At the meeting of the night before we had found out that we were to be given housekeeping duties for the morning of the Friday, which as we felt like we were making real progress yesterday, felt like a bit of a demotion again. We were not too despondent though as everyone has to do housekeeping duties and in the afternoon we were to find out more about the All Hands project (Project Leyte) at Tacloban via the orientation.
The housekeeping went well enough our team being me, Liz and Edwin and with his Dutch efficiency (or perhaps he had borrowed some from a German) and our knack for hunting out crap we started in the kitchen and worked our way through the house. It was a big house and, as you can imagine with any house having a large percentage of youngsters, some of the rooms were obviously inhabited by ‘Stig of the Dump’ fame. I was on bathroom duty so gave it my best shot and ensured each of the rooms were at the very least okay – Okay!
We stopped for dinner, then me and Liz along with Muriel, Alex (a guy from Belgium), Mikey the Workshop Team Leader and a young lass who fashioned her style on Amy Winehouse and who turned out to be a freelance journo from London. Alex one of the staff (from the US) took us first to the waterfront at Tacloban where we were met by Mike (the All Hands Project Manager). Mike was there to explain the next stage of Project Leyte for which he had just received the funding for that morning. As you can imagine he was somewhat excited at this point and it was really good to see as when we first met he looked quite exhausted. Mike was responsible for getting the funding for the project so the fact that the money had been granted, well you could see the relief on his face.
Mike explained that these new funds would enable All Hands to start work on another part of the project which would take place on the waterfront. The new project would be to build ‘centre places’ at each of the Barangays on the waterfront for each community but these places would also chosen by the community as well. In the Philippines basketball is followed and played fanatically so for one Barangay an old court was to be re-vamped so that as well as being able to play basketball on it there would also be a stage for the local kids to hold plays on or for the grown up to hold Barangay meetings.
It all sounded really good but struck me as being a bit strange as the work was being done for those communities which the Filipino government wanted to move away from the waterfront to residences higher on up in the hills – so that if bad weather struck they would not be flooded. The residents themselves did not want this as most of them earned their livings by the water – catching fish or eels and the like – so All Hands (as I thought) were putting themselves almost in a confrontational position against the governing forces. I put this to Mike but he did not find this a worry as I think he knew the politics of the situation far better than I – in that the residents would probably never be removed to a new area or if they were it would not be for a very long time. Just before we left Mike a young lad came over and tried to give him some money towards the cause which I think choked him as much as it did the rest of us present.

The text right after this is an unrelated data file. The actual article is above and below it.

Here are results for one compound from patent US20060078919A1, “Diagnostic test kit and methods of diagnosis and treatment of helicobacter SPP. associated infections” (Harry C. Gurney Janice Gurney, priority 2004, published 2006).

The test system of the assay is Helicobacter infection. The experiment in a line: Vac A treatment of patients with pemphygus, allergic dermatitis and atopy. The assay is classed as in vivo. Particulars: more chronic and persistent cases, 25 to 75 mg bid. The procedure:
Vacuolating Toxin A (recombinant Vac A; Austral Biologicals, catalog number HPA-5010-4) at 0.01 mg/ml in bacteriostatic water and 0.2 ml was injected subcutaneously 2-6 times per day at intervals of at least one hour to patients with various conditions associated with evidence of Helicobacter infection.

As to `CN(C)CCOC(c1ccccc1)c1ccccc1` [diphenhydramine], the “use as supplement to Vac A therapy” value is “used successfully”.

We got back on our Jeepney transport and drove out of town, along the way passing a completed project which looked really good. It was a small housing estate but each of the houses were of much better construction than the owners’ previous wood and corrugated iron dwellings. These new houses would be much more resistant to the extremes of weather the area has to deal with.
On we went to a Barangay where a school project had been completed by All Hands. Alex explained to us just how much work had gone into the construction of the school and also what it had meant to the people living in the area. The driver of our jeepney and his family actually lived in this Barangay so here was a person who firsthand was benefitting from All Hands work. Many of the Filipino carpenters used by All Hands to bolster the skills set of the volunteers came from this area as well. It was really good to gain a better understanding of what our volunteer work meant in relation to the area of Tacloban and its people and how, in the scheme of things, such little work gave so much back to the community.
There was great excitement in the jeepney on the way back to base as this was to be a full weekend off the one full weekend for the month. At All Hands there are usually six working days in a week and Ruth – the lady from our room – had been busy arranging a trip to Padre Burgos for this special full weekend. Me and Liz had no idea what a ‘Padre Burgos’ was but it sounded good and perhaps edible so we signed up to join the motley crew. Liz now sitting next to me tells me that she wanted to join the trip to ‘bond’ with the people on the base, either way it was all good by me and would get us away from the base and its ‘cruel, cruel’ living conditions for a short respite (lol).
So we had a quick bite to eat and then all boarded the minivan Padre Burgos bound. It was quite a trip and we had had problems with the cash machine but spirits were high on the van even though there was a lot of coughing and spluttering going on. We finally reached PB after good long drive and all feeling a bit knackered but when we got there we managed to get the double room at the guesthouse which was absolute luxury especially after All Hands. Nice fluffy towels, a fridge and even a HOT SHOWER – amazing!